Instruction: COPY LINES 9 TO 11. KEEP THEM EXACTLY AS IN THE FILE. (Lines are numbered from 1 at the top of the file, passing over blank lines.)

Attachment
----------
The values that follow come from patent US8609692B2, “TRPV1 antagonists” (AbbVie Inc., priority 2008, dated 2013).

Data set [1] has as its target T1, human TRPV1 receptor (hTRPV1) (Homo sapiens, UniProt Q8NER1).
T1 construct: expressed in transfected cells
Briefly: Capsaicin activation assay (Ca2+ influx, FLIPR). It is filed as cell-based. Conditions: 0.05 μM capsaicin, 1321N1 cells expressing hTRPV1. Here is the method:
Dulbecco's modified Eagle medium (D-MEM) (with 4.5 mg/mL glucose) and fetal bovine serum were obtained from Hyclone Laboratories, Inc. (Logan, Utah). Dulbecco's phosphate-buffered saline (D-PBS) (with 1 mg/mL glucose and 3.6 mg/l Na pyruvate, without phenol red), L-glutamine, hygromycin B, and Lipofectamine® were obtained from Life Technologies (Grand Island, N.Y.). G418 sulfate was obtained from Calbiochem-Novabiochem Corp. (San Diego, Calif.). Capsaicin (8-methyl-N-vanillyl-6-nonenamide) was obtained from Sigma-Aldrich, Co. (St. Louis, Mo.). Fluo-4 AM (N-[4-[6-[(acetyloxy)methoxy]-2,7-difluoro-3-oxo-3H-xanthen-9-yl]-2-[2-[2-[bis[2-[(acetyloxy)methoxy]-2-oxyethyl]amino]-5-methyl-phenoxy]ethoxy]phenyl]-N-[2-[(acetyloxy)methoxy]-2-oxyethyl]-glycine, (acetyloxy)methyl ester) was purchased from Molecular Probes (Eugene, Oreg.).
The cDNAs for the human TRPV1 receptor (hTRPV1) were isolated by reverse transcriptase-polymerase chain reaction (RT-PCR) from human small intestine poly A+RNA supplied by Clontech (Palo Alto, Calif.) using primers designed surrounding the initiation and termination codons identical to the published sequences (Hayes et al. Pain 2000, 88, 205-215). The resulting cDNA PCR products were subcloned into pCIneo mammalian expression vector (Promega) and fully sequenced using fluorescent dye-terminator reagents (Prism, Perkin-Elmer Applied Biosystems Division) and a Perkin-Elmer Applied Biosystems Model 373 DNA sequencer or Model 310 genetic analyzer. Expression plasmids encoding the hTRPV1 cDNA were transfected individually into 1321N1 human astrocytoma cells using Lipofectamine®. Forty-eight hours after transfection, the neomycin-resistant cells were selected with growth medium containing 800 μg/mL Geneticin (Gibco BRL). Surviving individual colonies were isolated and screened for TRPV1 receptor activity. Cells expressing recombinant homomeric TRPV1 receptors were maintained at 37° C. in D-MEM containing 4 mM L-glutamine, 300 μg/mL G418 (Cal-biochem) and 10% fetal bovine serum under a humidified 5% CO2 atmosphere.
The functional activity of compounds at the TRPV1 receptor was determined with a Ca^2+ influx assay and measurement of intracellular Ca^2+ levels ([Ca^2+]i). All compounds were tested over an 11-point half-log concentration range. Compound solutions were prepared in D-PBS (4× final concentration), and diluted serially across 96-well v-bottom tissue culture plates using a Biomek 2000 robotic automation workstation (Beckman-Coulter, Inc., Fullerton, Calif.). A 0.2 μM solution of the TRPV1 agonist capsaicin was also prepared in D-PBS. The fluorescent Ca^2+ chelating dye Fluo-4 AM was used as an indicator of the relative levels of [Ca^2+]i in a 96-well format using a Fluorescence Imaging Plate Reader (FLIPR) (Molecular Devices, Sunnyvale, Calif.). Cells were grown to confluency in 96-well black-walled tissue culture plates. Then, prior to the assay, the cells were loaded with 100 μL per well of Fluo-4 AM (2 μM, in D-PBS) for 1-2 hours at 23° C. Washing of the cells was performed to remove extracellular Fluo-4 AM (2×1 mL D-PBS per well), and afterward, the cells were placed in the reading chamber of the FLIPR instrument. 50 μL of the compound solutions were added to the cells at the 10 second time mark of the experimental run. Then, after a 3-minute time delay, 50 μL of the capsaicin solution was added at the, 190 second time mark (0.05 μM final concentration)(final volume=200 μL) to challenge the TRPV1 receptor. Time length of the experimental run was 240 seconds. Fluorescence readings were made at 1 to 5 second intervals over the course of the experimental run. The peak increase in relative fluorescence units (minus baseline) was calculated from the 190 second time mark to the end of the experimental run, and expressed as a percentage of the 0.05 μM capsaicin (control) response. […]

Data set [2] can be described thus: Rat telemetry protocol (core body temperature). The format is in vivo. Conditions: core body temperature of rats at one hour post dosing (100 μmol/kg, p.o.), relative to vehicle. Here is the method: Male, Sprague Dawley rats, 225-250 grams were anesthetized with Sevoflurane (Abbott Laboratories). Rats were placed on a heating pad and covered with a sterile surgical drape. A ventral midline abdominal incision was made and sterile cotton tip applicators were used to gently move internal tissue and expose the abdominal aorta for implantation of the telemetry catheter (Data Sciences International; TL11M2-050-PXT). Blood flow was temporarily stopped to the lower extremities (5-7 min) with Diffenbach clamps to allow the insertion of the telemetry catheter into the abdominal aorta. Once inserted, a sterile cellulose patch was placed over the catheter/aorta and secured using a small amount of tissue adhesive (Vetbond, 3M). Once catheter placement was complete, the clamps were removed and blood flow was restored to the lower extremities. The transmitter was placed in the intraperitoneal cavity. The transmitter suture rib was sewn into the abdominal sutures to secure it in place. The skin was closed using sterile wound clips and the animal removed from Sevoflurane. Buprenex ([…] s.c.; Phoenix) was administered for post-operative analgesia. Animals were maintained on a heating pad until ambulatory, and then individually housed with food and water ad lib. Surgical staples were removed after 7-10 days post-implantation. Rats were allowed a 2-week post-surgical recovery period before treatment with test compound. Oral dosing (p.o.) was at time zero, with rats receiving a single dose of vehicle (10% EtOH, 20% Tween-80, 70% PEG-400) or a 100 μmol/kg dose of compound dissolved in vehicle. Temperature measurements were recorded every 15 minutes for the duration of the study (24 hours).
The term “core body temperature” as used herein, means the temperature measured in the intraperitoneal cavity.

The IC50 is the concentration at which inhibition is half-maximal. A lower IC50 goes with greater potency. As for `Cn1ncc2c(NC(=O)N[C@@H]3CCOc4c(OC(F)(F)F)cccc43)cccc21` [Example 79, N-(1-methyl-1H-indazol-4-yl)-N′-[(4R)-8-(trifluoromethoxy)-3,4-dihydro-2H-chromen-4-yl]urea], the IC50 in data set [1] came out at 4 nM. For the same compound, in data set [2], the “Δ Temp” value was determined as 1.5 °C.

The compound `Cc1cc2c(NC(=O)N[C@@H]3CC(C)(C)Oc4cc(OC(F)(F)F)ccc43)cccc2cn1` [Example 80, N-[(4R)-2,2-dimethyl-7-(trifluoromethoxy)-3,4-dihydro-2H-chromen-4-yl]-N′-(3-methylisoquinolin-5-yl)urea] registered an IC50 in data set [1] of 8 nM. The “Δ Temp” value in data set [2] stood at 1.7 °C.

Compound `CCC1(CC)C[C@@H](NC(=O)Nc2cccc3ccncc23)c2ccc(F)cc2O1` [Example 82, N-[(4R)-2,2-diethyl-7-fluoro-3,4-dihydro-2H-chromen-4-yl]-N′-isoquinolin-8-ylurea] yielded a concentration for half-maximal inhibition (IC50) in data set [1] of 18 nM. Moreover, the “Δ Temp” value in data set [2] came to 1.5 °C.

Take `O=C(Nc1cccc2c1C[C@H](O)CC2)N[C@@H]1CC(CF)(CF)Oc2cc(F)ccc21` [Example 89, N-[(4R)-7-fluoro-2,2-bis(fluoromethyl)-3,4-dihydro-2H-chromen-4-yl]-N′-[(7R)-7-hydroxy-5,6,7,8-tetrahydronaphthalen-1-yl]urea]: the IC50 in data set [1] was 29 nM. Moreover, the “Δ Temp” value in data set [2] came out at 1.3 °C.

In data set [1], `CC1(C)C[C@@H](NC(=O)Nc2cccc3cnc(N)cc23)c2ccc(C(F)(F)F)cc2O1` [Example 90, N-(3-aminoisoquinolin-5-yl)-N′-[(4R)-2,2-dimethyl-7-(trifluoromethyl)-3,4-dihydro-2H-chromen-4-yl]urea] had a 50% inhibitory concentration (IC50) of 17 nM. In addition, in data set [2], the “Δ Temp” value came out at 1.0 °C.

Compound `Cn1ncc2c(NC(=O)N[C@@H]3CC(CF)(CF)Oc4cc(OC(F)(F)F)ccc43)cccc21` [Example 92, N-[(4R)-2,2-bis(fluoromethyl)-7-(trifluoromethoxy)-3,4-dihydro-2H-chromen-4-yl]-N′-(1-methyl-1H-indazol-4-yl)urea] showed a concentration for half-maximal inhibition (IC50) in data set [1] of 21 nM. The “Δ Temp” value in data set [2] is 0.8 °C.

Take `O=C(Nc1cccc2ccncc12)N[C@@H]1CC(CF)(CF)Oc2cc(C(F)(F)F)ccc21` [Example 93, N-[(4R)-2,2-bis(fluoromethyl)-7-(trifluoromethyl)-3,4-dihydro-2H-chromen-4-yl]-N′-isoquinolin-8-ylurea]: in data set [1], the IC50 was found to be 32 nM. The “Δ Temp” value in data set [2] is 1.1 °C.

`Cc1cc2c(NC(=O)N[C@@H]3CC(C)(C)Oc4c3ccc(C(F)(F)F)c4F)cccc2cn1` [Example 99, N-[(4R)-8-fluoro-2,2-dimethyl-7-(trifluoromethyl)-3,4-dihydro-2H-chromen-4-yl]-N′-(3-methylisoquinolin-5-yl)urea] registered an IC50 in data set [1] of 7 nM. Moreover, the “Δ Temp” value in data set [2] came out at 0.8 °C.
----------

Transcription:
The term “core body temperature” as used herein, means the temperature measured in the intraperitoneal cavity.

The IC50 is the concentration at which inhibition is half-maximal. A lower IC50 goes with greater potency. As for `Cn1ncc2c(NC(=O)N[C@@H]3CCOc4c(OC(F)(F)F)cccc43)cccc21` [Example 79, N-(1-methyl-1H-indazol-4-yl)-N′-[(4R)-8-(trifluoromethoxy)-3,4-dihydro-2H-chromen-4-yl]urea], the IC50 in data set [1] came out at 4 nM. For the same compound, in data set [2], the “Δ Temp” value was determined as 1.5 °C.

The compound `Cc1cc2c(NC(=O)N[C@@H]3CC(C)(C)Oc4cc(OC(F)(F)F)ccc43)cccc2cn1` [Example 80, N-[(4R)-2,2-dimethyl-7-(trifluoromethoxy)-3,4-dihydro-2H-chromen-4-yl]-N′-(3-methylisoquinolin-5-yl)urea] registered an IC50 in data set [1] of 8 nM. The “Δ Temp” value in data set [2] stood at 1.7 °C.